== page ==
The ability of a gas company to operate its storage fields efficiently requires the coordination of supply, sales and the capacity of the storage field or fields to accept or give up the required gas volumes. A model of a storage field's response to anticipated demand is the essential key in the development of a computer program which combines supply, sales and storage. The strength of the method described in this paper is its capability to calculate a daily injection or withdrawal rate pattern given a minimum of input data. On injection or withdrawal a target volume and pressure for a given date can be attained if the calculated daily rates are met.
As gas supplies decrease and high priority customers are added, the need for gas storage to accommodate large winter loads increases. Calculation of the storage system's reaction to varying weather patterns to meet these peak loads is desirable. Because patterns to meet these peak loads is desirable. Because the rate to or from a storage field is dependent on the field pressure, one must be able to predict field pressure accurately. pressure accurately. Field pressures must be known at the end of February and March to design facilities for peak day situations. It is also necessary to have both the maximum allowable Pressure and working gas volume occur on the same day which coincides with the end of the injection season, usually October 31 of any given year. The following examples specifically deal with the injection cycle. However, the methods described function equally well for withdrawal.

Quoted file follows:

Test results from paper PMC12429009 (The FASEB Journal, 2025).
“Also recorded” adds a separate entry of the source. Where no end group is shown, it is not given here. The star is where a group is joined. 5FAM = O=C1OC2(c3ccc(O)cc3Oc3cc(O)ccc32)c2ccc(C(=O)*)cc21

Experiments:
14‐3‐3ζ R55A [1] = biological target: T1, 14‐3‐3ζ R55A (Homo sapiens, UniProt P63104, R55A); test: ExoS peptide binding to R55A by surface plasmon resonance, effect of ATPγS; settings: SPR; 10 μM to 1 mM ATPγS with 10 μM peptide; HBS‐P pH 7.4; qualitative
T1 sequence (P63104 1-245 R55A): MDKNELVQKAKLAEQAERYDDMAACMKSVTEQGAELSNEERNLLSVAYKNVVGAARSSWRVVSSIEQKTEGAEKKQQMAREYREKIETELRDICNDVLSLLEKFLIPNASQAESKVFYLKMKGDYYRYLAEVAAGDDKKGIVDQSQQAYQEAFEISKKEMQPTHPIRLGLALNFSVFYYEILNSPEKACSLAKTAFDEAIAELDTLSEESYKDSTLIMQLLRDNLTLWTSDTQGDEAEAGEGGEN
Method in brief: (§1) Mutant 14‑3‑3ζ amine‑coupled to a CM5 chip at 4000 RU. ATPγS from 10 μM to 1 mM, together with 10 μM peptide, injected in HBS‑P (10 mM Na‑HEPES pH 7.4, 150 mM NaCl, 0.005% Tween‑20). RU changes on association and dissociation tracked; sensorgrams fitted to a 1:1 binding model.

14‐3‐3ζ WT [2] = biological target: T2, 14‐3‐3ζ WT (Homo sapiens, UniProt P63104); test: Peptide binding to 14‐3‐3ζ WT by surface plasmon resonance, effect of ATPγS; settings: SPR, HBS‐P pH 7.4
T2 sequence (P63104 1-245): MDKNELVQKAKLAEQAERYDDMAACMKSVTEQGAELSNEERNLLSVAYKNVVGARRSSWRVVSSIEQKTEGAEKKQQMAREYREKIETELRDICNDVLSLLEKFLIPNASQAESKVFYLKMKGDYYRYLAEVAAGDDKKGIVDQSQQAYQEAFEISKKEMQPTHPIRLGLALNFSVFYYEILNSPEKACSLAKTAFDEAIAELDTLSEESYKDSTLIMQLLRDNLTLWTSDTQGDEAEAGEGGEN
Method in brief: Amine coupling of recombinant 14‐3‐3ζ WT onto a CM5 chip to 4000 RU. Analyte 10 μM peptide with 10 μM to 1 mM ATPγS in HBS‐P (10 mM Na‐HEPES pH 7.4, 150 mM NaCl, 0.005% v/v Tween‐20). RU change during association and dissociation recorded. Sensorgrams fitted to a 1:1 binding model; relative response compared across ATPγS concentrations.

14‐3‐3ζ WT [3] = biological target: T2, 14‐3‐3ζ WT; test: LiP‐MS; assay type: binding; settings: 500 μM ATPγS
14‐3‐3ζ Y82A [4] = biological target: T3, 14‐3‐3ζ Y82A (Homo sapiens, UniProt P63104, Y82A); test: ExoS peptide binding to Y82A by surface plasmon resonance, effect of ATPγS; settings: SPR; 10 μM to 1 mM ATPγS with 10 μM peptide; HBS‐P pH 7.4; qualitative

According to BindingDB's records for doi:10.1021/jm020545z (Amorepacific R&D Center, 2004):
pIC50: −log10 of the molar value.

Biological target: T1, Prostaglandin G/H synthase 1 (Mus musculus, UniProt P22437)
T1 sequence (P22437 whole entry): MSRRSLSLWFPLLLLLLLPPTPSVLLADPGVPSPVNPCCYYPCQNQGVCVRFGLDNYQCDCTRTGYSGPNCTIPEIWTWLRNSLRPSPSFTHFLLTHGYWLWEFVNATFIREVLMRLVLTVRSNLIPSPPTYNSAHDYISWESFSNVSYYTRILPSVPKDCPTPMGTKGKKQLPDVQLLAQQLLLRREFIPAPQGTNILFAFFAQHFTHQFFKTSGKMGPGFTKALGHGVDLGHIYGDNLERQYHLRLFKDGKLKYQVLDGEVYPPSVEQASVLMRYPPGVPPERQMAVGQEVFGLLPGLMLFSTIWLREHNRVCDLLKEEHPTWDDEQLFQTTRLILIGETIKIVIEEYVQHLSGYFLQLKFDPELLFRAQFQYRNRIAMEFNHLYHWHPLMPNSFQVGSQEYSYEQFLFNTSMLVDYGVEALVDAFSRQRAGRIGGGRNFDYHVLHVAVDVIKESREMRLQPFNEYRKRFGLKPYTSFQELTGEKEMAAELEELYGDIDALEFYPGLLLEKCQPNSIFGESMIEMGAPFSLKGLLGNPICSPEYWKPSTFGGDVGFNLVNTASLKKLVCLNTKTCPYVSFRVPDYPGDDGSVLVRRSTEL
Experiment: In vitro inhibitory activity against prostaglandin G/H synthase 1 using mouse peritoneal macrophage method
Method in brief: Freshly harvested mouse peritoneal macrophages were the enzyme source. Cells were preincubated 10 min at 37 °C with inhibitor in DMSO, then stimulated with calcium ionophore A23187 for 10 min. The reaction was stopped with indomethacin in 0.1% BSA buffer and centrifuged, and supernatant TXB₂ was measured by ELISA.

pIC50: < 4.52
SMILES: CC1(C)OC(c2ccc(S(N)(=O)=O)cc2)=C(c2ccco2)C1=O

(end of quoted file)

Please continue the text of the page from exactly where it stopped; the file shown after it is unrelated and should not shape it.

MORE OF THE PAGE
The methods described in Katz, et al, would require over 2,000,000 computations for a daily pressure profile covering one year of a gas storage field profile covering one year of a gas storage field operation which has been active for 30 years. The methods in this paper require less than 800 computations.
The equation developed by Tutt and Dereniewski is used as the basis for the predicted pressures in this paper. It has been modified somewhat to account for paper. It has been modified somewhat to account for varying storage volumes.
The primary equation to predict any day's pressure is:
coefficients a1 and a3 are essentially dependent on gas and water movement to and from the outer edges in the reservoir. Coefficient a2 is proportional to volume of gas present in the reservoir at any given pressure. Unlike the a2 in reference 2, this coefficient pressure. Unlike the a2 in reference 2, this coefficient is not constant. The coefficient a2 is allowed to vary according to:............................(2) Combining equation (1) with (2):
For simplicity throughout the rest of the paper equation (1) will be referred to. However, in the sample field problem following, equation (2) was substituted for a2. The average value of a2, calculated over the range of pressures the field would be subjected to, was used. What we wish to do with equation (1), which describes the field's pressure response to any given rate, is use it to predict the daily rates which would be needed so that the field is at a predetermined pressure and volume on a specified date. predetermined pressure and volume on a specified date. The first step is to determine under what measurable criteria a given field will attain the specified pressure and volume. pressure and volume.